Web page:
Without supranational administrative structures which would have the power to set through these fundamental rights for all inhabitants on Earth and solve the global threats, without the knowledge, that each individual on Earth has to take its individual responsibility for the Whole on a local scale, it will be a very long, probably too long way to overcome all the manifold threats preventing that the Utopia may come true – nearly all of them are –human made – that’s also the basic keyword: just to name some threats – the exploitation of the natural resources to the short notice profit of just a few globally acting corporations destroying the natural environment sustainably– the global warming and the climate change as a result of this misuse taking a dramatic impact on the environment and the nature as the living habitat enforcing people to migrate, threatening animals, plants and the biological systems with extinct, making the resources of fresh water shrink on all continents which has the huge potential for military conflicts in future , the military conflicts of the Present to the benefit of some totalitarian regional powers like in Middle East, Africa or Ukraine, and the overwhelming globalization as a result of the rapid development of new technologies, making people anxious they might loose their identity and privileges, and populist political movements try to manipulate and misuse the emotional uncertainty of these people and destroy all the real civilizational achievements made during the past decades and centuries, by reviving most destructive ancient nationalistic, extremist, fascist and even terrorist ideologies which have the potential to catapult the human civilization back on an pre-industrial stone-age like state, while the true problems of global and local nature leave, however, unrestrained escalating.
Based on the two maxims „We Are One World“ and „The Global meets the Local“, referring to the biggest and the smallest nucleus alike – the planet as a whole and the smaller geographic and social unities like the continents, regions, country, town, village, community , tribe or family or nature as a biological living habitat – each one representing a cosmos of its own: the smaller the unity, the more people feel emotionally affected being willing to take personal responsibility, the bigger the unity, the more the common world and taking responsibility for it becomes an Utopia.
The dynamically structured W:OW Project has to be considered as such a sample cosmos, a progressive and experimental common world on a small scale in which the participating instances (artists, curators, etc) are taking a particular responsibility for the “Whole”, as well as for each other. In this way The W:OW Project is representing for them the platform for approaching the Utopia by developing concepts, asking questions and giving answers through the creative works to be incorporated.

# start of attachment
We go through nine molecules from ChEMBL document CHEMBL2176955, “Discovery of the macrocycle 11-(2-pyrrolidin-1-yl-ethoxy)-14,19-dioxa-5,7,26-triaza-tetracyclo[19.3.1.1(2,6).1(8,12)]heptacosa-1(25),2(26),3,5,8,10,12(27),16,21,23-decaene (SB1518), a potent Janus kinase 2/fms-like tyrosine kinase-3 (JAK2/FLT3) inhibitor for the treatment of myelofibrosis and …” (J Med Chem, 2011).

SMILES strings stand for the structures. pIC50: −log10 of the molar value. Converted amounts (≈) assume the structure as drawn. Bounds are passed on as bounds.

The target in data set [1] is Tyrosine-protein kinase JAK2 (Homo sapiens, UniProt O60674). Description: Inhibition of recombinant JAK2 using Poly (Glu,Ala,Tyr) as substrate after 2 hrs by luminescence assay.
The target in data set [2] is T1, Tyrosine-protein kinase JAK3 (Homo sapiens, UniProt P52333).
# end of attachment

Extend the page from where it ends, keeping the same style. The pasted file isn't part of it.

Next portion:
As a global networking project between artvideoKOELN & The New Museum of Networked Art and associated networking partners, „The W:OW Project“ is inviting cultural activists like artists and curators from all over the world working in different disciplines to reflect (critically) Present and Future of our planet as the place where life as such, the amazing diversity of a magnificent nature and the human species had the chance to arise with all the civilisatory achievements based on humanity, empathy and creativity, expressed for instance, in art, the sciences and a free and open society.
CologneOFF 2017 India II
WOW.03 / India
W:OW Art Film & Video Festival
(We Are One World // Art Film & Video Festival)
We Will Fail :curated by Wilfried Agricola de Cologne
Olga Ozieranska (Poland) – We will fail, 2015
The video is about a relation between girl and boy living in the same flat, but different rooms. They don’t know anything about each other. Their rooms are symbols of different realities. Strange things begin to happen in the flat. When the boy is out the girl sneaks into his room and discovers this secret.
Olga Ozierańska was born in Poland, in 1986. She is a photographer, film director and editor. Olga received her Master of Fine Arts Degree from the University of Art in Poznan in 2011. She also studied in Spain and received a grant at Central Saint Martins in London. In 2011-13 was working with artistic group OKO.
Her works have been exhibited in Holland,Germany, Spain, Lithuania, Slovakia, Romania and Poland.
Ninfa Sánchez & Karen Vilchis (Mexico) – Absence – Breve Ausencia, 2014
A man trapped in a memory.
Francois Knoetze (South Africa) – CAPE MONGO – PAPER, 2015
Born in Cape Town, 1989, Francois Knoetze is a performance artist, sculptor and filmmaker. He holds a BA Fine Arts degree from Rhodes University and an MFA in Fine Arts degree from Michaelis School of Fine Art, UCT.
In 2012 Knoetze featured as one of Art South Africa magazine’s ‘Bright Young Things’ and was recently selected as one of Mail & Guardian’s ‘Top 200 Young South Africans’ of 2015. Knoetze’s work incorporates video, performance and sculpture, as he retraces the life cycles of discarded objects and explores junctures between material and social histories. In his Mongo* sculptural suits, the synthetic is welded to the human – bringing focus to the objectification of persons, through the personification of objects.